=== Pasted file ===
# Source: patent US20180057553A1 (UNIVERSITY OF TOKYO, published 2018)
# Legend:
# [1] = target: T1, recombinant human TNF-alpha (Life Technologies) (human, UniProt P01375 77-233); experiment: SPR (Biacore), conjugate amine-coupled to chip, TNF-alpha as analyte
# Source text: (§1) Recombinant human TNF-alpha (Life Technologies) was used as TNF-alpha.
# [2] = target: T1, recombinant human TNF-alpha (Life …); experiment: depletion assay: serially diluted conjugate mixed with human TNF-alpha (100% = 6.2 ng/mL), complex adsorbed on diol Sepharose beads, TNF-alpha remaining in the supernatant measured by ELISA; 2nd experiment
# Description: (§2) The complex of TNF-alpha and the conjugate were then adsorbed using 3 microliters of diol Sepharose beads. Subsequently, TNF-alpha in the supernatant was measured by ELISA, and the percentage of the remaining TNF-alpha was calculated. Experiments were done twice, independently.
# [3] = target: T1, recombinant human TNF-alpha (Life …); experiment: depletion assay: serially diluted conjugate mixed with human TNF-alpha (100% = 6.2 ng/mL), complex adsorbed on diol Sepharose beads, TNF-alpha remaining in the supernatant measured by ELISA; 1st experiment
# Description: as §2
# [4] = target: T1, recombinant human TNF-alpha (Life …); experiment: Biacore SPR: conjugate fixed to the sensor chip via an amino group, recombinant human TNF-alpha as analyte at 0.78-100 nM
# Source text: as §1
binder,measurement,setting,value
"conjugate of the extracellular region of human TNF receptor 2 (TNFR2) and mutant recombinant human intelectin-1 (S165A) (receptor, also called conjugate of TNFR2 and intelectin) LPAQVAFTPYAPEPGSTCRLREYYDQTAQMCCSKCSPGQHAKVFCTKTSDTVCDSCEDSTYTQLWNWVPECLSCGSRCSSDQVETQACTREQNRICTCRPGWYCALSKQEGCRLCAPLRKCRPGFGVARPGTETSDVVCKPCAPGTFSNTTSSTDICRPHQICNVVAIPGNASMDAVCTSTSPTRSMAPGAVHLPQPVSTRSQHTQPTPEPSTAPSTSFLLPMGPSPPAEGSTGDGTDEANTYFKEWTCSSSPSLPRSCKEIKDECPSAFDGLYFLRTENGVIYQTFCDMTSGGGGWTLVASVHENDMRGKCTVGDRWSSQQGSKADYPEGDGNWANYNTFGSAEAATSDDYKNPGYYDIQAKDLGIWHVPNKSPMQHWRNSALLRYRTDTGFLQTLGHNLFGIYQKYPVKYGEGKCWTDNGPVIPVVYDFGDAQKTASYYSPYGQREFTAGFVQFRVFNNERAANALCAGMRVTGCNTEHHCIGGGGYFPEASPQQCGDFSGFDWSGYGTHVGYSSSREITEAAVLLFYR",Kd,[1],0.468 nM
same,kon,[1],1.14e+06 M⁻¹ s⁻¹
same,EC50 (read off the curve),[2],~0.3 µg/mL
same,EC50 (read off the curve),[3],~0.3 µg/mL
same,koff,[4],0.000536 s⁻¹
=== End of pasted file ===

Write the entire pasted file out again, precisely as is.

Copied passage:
# Source: patent US20180057553A1 (UNIVERSITY OF TOKYO, published 2018)
# Legend:
# [1] = target: T1, recombinant human TNF-alpha (Life Technologies) (human, UniProt P01375 77-233); experiment: SPR (Biacore), conjugate amine-coupled to chip, TNF-alpha as analyte
# Source text: (§1) Recombinant human TNF-alpha (Life Technologies) was used as TNF-alpha.
# [2] = target: T1, recombinant human TNF-alpha (Life …); experiment: depletion assay: serially diluted conjugate mixed with human TNF-alpha (100% = 6.2 ng/mL), complex adsorbed on diol Sepharose beads, TNF-alpha remaining in the supernatant measured by ELISA; 2nd experiment
# Description: (§2) The complex of TNF-alpha and the conjugate were then adsorbed using 3 microliters of diol Sepharose beads. Subsequently, TNF-alpha in the supernatant was measured by ELISA, and the percentage of the remaining TNF-alpha was calculated. Experiments were done twice, independently.
# [3] = target: T1, recombinant human TNF-alpha (Life …); experiment: depletion assay: serially diluted conjugate mixed with human TNF-alpha (100% = 6.2 ng/mL), complex adsorbed on diol Sepharose beads, TNF-alpha remaining in the supernatant measured by ELISA; 1st experiment
# Description: as §2
# [4] = target: T1, recombinant human TNF-alpha (Life …); experiment: Biacore SPR: conjugate fixed to the sensor chip via an amino group, recombinant human TNF-alpha as analyte at 0.78-100 nM
# Source text: as §1
binder,measurement,setting,value
"conjugate of the extracellular region of human TNF receptor 2 (TNFR2) and mutant recombinant human intelectin-1 (S165A) (receptor, also called conjugate of TNFR2 and intelectin) LPAQVAFTPYAPEPGSTCRLREYYDQTAQMCCSKCSPGQHAKVFCTKTSDTVCDSCEDSTYTQLWNWVPECLSCGSRCSSDQVETQACTREQNRICTCRPGWYCALSKQEGCRLCAPLRKCRPGFGVARPGTETSDVVCKPCAPGTFSNTTSSTDICRPHQICNVVAIPGNASMDAVCTSTSPTRSMAPGAVHLPQPVSTRSQHTQPTPEPSTAPSTSFLLPMGPSPPAEGSTGDGTDEANTYFKEWTCSSSPSLPRSCKEIKDECPSAFDGLYFLRTENGVIYQTFCDMTSGGGGWTLVASVHENDMRGKCTVGDRWSSQQGSKADYPEGDGNWANYNTFGSAEAATSDDYKNPGYYDIQAKDLGIWHVPNKSPMQHWRNSALLRYRTDTGFLQTLGHNLFGIYQKYPVKYGEGKCWTDNGPVIPVVYDFGDAQKTASYYSPYGQREFTAGFVQFRVFNNERAANALCAGMRVTGCNTEHHCIGGGGYFPEASPQQCGDFSGFDWSGYGTHVGYSSSREITEAAVLLFYR",Kd,[1],0.468 nM
same,kon,[1],1.14e+06 M⁻¹ s⁻¹
same,EC50 (read off the curve),[2],~0.3 µg/mL
same,EC50 (read off the curve),[3],~0.3 µg/mL
same,koff,[4],0.000536 s⁻¹